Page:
Posted in 2014-2015 Club, Not Mock Newbery

Girl in Reverse, by Barbara Stuber

Girl in ReverseSummary:  Lillian Firestone is Chinese, but the kids in her 1951 Kansas City high school can’t separate her from the North Koreans that America is at war with. Sick of the racism she faces at school and frustrated that her adoptive white family just sees it as ‘teasing,’ Lily begins to search for her birth mother.


Find it at WCPL


2 thoughts on “Girl in Reverse, by Barbara Stuber

  1. Girl in Reverse is about an adopted Chinese girl who is experiencing discrimination at school and at home. Because of the war going on overseas with the Koreans, the seclusion she has always felt only grows when her classmates see her as the same as their enemies. She even feels this prejudice at home, where it seems nobody understands her or even cares to try. Most of the book is centered around the plot of her uncovering the mystery of why her mother left her, but there are also side plots like the relationship she has with a boy who goes to her school that added interest to the story. At first the plot is slow moving, the main character self-centered, and the theme confusing, but as the book progressed, primarily in the last half, everything got much stronger. I finally connected to Lilly, specifically when she interacted with other characters like her mother or Elliot. The theme was done in a way that you never really noticed it unless you looked and when you did, it was there super clear. I found the book to be about finding yourself. The writing style was really good with beautiful descriptions and memorable sentences that created the perfect setting. I liked the way the author incorporated certain symbols throughout the entire story, objects like the pink sweater that were mentioned occasionally and then used to mean different things and then remembered at just the right moment to create strong feelings in the reader. I really loved this book and felt that it was amazingly well written for the second half however, mostly because of the weak and dragged on beginning that made Lily seem especially unrelatable, I am unsure as to whether or not this should be the winner. Painting the Rainbow dealt with many of the same things that this book did and actually had the same issue with the whiny main character at the beginning, however, I believe that because of the writing style in the book, that it is the better candidate of the two for the Newbery. Both books however would be great reads for getting information on the time period and would be appropriate for ages eleven or twelve through high school.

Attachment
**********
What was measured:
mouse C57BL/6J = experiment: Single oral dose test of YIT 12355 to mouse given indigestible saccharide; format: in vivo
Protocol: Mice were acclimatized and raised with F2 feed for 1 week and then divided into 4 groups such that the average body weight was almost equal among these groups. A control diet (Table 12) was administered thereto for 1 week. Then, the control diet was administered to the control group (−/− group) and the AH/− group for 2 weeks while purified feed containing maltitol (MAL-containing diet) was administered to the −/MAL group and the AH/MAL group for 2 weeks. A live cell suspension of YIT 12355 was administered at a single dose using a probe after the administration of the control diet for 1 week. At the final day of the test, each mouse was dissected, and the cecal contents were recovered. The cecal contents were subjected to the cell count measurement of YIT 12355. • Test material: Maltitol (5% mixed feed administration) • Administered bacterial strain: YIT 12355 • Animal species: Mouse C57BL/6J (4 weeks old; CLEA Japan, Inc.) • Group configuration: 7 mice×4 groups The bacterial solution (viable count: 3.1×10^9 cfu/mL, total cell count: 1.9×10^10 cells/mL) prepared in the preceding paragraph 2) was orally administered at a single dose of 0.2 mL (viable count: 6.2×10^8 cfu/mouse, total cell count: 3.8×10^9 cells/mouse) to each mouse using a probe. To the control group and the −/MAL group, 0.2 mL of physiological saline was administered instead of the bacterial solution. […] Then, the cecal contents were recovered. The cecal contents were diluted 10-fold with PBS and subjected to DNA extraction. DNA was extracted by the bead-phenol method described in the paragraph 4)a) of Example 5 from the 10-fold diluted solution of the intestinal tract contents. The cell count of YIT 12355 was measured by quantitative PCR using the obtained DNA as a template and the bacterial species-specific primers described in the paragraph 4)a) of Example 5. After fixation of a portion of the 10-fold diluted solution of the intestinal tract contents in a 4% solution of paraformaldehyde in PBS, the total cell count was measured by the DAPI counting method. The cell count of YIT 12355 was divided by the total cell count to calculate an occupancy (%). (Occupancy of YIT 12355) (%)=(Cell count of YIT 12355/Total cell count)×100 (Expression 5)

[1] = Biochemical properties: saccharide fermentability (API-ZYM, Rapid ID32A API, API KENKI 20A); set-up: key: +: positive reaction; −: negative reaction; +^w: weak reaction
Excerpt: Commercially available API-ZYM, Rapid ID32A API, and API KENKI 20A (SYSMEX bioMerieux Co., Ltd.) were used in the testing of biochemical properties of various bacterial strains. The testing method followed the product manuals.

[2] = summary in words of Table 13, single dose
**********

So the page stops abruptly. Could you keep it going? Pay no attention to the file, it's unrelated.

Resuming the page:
2. Girl in Reverse was a very interesting book. It was about a girl who is an adopted Chinese highschooler. The setting was during the Korean war which makes her be the target of bullying which makes her depressed at the beginning. In the book, she meets Elliot, Mr. Howard, and Mr. and Mrs. Chow which she all befriends. In the book she tries to find information about her past and parents. I liked how the author influenced objects to her life like the Girl in the Mirror, like Krista said. The characters was my favorite part of the book because they all have a nice effect on the story. I liked the story, but isn’t as good as some I’ve read because of the depression and dragging beginning.

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